Texas A&M University
A Study of Frontal-Scale Air-Sea Interaction in Midlatitude Western Boundary Current Regimes.
Degree: PhD, Oceanography, 2014, Texas A&M University
Frontal-scale air-sea interactions during boreal winter season in midlatitude western boundary current (WBC) regimes, including the Kuroshio Extension Region (KER) and Gulf Stream Region (GSR), are investigated using both observational (reanalysis) data and regional climate model simulations. The focus of the study is on the KER in the North Pacific.
Extreme flux events associated with cold air outbreaks (CAOs) in boreal winter in the KER of the Northwestern Pacific and the GSR of the Northwestern Atlantic are analyzed and compared based on different reanalysis datasets. A close relationship between extreme flux events over the KER/GSR and the Pacific Decadal Oscillation (PDO)/East Atlantic Pattern (EAP) is found with more frequent occurrence of extreme flux events during a positive PDO/EAP phase. Furthermore, the PDO/EAP may be explained as the rectified effects of the synoptic winter storms accompanied with the extreme flux events. A lag-composite analysis shows that event-day storms tend to have a preferred southeastward propagation path, potentially contributing to the southward shift of the storm track over the eastern North Pacific/Atlantic basin during positive PDO/EAP phase.
Using an atmosphere-only model (Weather Research Forecasting, WRF) at 27 km, two ensembles of simulations were conducted for boreal winter season in the North Pacific to study the possible local and remote influence of meso-scale oceanic eddies in the KER on the atmosphere. Filtering out meso-scale oceanic eddies results in a deep tropospheric response along and downstream of the KER, including a significant decrease (increase) in winter season mean rainfall along the KER (west coast of US), a reduction of storm growth rate in the KER, and a southward shift of the jet stream and North Pacific storm track in the eastern North Pacific. A mechanism invoking moist
baroclinic instability is proposed to link meso-scale oceanic eddies in the KER to largescale atmospheric circulations and weather patterns in the North Pacific.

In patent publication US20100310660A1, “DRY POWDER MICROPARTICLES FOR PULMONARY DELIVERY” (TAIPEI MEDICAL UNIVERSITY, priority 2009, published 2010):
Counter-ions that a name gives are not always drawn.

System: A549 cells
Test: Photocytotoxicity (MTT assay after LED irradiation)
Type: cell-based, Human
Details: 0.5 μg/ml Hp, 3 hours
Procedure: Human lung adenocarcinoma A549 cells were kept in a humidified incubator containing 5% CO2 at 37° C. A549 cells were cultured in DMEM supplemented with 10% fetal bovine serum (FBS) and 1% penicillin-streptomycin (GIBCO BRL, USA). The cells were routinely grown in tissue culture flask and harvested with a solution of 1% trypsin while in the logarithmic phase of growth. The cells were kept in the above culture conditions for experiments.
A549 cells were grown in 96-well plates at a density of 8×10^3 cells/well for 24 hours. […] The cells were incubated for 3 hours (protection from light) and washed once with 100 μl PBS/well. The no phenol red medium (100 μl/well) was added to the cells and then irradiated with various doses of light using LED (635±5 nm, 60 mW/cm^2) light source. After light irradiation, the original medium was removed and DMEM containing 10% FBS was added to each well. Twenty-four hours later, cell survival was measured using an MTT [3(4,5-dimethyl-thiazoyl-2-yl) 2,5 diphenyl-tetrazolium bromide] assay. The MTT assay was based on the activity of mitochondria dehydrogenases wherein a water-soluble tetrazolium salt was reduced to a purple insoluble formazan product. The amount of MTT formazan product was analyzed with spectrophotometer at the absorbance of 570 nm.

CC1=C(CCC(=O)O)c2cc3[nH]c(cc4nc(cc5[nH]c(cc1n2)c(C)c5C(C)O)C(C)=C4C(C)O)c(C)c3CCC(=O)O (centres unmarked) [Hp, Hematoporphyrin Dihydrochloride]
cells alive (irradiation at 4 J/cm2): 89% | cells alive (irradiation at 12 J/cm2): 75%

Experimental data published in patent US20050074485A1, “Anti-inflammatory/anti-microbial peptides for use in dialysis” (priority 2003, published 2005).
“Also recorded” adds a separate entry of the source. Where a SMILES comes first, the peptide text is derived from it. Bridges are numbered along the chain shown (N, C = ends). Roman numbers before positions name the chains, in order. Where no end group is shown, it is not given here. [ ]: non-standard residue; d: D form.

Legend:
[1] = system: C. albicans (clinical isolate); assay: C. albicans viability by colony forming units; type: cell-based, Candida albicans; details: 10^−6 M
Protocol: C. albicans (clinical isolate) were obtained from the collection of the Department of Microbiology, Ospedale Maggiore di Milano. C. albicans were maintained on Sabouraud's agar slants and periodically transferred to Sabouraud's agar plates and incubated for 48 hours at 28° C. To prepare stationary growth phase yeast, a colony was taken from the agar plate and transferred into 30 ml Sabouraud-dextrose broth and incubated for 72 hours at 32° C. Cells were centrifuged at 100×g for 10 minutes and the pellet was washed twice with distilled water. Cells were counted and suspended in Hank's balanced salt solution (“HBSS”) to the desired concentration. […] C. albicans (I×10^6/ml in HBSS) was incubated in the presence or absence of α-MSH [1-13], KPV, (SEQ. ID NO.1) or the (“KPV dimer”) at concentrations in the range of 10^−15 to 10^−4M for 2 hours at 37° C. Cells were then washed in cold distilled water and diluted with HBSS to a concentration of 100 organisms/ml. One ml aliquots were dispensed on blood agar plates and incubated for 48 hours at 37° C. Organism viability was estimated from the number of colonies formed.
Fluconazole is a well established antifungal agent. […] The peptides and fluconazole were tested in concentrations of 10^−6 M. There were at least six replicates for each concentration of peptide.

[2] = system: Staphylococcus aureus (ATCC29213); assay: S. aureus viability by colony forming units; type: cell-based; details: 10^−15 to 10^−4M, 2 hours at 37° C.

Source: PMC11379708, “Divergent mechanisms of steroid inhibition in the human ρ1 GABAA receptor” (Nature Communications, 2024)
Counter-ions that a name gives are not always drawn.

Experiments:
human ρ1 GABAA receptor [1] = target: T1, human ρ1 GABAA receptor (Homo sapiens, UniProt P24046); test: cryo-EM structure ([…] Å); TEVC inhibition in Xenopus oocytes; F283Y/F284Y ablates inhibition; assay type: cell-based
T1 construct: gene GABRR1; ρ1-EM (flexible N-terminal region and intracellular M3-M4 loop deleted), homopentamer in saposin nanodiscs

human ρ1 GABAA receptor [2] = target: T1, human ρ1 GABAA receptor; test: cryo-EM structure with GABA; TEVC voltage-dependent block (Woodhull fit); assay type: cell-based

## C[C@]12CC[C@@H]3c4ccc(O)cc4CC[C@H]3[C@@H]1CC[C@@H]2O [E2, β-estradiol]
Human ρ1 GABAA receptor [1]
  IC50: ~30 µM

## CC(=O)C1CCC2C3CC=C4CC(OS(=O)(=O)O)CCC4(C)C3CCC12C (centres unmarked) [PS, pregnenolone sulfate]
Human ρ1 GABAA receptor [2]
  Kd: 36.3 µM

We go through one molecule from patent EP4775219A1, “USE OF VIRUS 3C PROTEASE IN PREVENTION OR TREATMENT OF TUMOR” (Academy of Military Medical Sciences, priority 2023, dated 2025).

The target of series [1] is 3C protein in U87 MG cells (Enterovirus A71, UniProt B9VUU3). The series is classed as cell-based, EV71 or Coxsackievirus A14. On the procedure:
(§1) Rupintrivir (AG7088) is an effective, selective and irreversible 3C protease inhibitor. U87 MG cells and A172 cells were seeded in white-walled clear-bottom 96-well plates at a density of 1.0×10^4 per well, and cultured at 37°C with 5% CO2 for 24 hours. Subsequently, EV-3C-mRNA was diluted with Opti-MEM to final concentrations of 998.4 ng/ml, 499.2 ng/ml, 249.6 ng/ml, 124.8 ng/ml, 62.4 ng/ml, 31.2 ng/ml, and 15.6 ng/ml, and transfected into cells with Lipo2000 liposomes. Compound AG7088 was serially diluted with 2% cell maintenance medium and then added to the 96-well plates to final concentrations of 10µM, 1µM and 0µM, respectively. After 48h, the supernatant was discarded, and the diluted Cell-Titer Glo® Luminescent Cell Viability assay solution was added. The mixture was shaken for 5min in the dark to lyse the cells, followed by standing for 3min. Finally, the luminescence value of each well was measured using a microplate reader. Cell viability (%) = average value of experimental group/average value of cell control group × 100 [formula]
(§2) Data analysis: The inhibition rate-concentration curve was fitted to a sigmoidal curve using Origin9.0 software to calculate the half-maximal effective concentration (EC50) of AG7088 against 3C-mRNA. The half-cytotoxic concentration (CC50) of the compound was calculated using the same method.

Using a high-resolution (9 km) coupled regional climate model (CRCM), three sets of experiment were performed to investigate potential feedbacks of ocean-eddy induced atmospheric response to the ocean. Filtering out meso-scale oceanic eddies during coupling causes a surface warming and a weak Kuroshio strength.
Advisors/Committee Members: Chang, Ping (advisor), Lin, Xiaopei (committee member), Saravanan, R. (committee member), Hetland, Robert D. (committee member).
Subjects/Keywords: Frontal-Scale; Meso-Scale; Air-Sea Interaction; Kuroshio Extension; Gulf Stream; Storm Track; Extreme Flux Event; Eddy
to Zotero / EndNote / Reference
APA (6th Edition):
Ma, X. (2014). A Study of Frontal-Scale Air-Sea Interaction in Midlatitude Western Boundary Current Regimes. (Doctoral Dissertation). Texas A&M University. Retrieved from http://hdl.handle.net/1969.1/153332
Chicago Manual of Style (16th Edition):
Ma, Xiaohui. “A Study of Frontal-Scale Air-Sea Interaction in Midlatitude Western Boundary Current Regimes.” 2014. Doctoral Dissertation, Texas A&M University. Accessed January 18, 2021.
MLA Handbook (7th Edition):
Ma, Xiaohui. “A Study of Frontal-Scale Air-Sea Interaction in Midlatitude Western Boundary Current Regimes.” 2014. Web. 18 Jan 2021.
Ma X. A Study of Frontal-Scale Air-Sea Interaction in Midlatitude Western Boundary Current Regimes. [Internet] [Doctoral dissertation]. Texas A&M University; 2014. [cited 2021 Jan 18].
Available from: http://hdl.handle.net/1969.1/153332.
Council of Science Editors:
Ma X. A Study of Frontal-Scale Air-Sea Interaction in Midlatitude Western Boundary Current Regimes. [Doctoral Dissertation]. Texas A&M University; 2014. Available from: http://hdl.handle.net/1969.1/153332